Event Details

  • April 8, 2021
  • 7:00 pm - 8:00 pm
  • $20; students get a 20% discount
  • free for Museum members and $20 for non-members; students receive a 20% discount
  • Get Tickets

Venue

Event Description

First, the good news: In 2020, three of the ten Nobel Laureates in STEM disciplines were women. Dr. Andrea Ghez shared the Nobel Prize in Physics for the discovery of a supermassive black hole at the center of the Milky Way galaxy, and Drs. Emmanuelle Charpentier and Jennifer Doudna received the Nobel Prize in Chemistry for developing the groundbreaking CRISPR method for genome editing.

Global recognition for these landmark achievements is richly deserved and a sign of progress in honoring the contributions of the women who work in the fields of science, technology, engineering, and mathematics. But while the prestigious honors track with the current levels of women scientists who hold research positions in those fields, they also point to a disturbing discrepancy: 50% of STEM degrees are awarded to women, but only 28% of STEM occupations are held by women.

Exploring ways to overcome the factors and biases that limit women from advancing equitably in science-based professions is the subject of the Bruce Presents webinar, Women in Contemporary Science: How to STEM the Leaky Pipeline, on April 8, 2021, 7:00 – 8:30 pm via Zoom. Lending their insight and expertise to this important conversation is a multidisciplinary panel of seven women researchers, scientists, and executives from around the world:
Dr. Tarika Barrett, Incoming CEO and current COO, Girls Who Code
Dr. Catherine Early, Curator of Ornithology and the Barbara Brown Chair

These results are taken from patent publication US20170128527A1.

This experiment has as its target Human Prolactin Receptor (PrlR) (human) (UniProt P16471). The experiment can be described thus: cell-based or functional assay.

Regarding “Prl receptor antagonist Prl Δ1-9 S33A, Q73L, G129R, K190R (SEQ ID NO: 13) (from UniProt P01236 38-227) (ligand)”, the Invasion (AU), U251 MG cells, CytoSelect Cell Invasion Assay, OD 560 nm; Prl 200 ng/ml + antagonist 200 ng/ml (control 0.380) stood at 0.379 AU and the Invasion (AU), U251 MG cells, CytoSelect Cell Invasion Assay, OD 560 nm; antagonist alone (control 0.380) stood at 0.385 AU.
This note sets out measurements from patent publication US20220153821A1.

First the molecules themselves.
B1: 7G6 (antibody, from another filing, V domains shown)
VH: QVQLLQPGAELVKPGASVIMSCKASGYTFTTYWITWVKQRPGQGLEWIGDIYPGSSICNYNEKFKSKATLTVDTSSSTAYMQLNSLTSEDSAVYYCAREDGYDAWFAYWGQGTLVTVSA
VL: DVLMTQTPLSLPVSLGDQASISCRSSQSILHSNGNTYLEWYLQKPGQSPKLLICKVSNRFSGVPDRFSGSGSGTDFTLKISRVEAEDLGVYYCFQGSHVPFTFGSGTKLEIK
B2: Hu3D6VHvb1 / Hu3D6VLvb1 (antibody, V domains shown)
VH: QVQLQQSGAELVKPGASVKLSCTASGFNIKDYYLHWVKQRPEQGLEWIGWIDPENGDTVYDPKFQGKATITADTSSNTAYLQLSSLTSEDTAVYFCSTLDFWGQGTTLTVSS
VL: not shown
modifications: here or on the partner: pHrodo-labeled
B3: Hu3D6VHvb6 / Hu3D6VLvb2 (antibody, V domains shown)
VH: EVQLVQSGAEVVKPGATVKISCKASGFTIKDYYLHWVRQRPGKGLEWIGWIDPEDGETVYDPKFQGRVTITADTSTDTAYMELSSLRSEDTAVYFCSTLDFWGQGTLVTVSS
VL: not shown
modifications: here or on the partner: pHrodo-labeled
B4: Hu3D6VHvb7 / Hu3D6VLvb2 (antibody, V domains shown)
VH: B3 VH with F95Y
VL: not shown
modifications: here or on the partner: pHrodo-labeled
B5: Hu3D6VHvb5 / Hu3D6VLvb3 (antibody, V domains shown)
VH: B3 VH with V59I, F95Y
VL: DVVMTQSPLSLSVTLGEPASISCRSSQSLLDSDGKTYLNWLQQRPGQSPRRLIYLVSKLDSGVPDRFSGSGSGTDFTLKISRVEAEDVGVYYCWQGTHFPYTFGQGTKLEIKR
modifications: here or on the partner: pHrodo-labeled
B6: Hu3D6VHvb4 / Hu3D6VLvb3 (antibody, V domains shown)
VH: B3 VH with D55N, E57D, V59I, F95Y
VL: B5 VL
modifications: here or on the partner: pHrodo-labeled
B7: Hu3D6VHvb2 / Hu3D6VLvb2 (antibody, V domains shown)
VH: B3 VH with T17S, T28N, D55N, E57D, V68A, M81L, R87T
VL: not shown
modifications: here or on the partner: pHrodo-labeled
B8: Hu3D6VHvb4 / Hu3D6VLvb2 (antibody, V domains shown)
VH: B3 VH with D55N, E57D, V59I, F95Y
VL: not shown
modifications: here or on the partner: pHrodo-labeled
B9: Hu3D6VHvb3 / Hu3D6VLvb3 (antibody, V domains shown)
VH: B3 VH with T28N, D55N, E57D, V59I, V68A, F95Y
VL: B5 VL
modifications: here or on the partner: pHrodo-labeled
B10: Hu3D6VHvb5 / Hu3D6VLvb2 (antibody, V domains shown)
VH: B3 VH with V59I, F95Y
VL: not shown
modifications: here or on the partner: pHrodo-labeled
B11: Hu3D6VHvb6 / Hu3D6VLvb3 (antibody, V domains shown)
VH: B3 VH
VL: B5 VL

of the Biology Department at the Science Museum of Minnesota
Adania Flemming, Researcher and PhD Student, University of Florida
Dr. Tara McAllister, Post-doctoral Fellow, University of Auckland
Dr. Jennifer Rosati, Professor of Forensic Entomology, John Jay College, CUNY
Rachelle Saunders, Producer, “Science for the People” podcast
Dr. Jessica Ware, Associate Curator, American Museum of Natural History; Principal Investigator, Sackler Institute for Comparative Genomics; Associate Professor, Richard Gilder Graduate School

The moderator of this conversation is Kate Dzikiewicz, Bruce Museum Science Curatorial Associate and curator of the upcoming science exhibition, The Amazon Rainforest: Beauty • Destruction • Hope. A Q&A session led by Bruce Presents Co-Producer Leonard Jacobs will follow the discussion.

Admission to the webinar on April 8 is free for Museum members and $20 for non-members; students receive a 20% discount. To register, visit the Reservations page at brucemuseum.org or call 203-869-0376, ext. 311. Support for Bruce Presents programs is generously provided by Berkley One, a Berkley Company, Connecticut Office of the Arts, and Northern Trust.

“Though progress has certainly been made, there still are many challenges that face women in STEM,” says Kate Dzikiewicz. “These issues range from the obvious, such as discrimination and harassment, to the more subtle and insidious, like achieving work/life balance, and the lack of encouragement and role models in younger years. Now, women are dropping out of the workforce in record numbers as childcare facilities and schools remain closed due to the COVID-19 pandemic. These are issues that won’t go away by ignoring them, and challenges that the scientific community will have to work together to overcome.”

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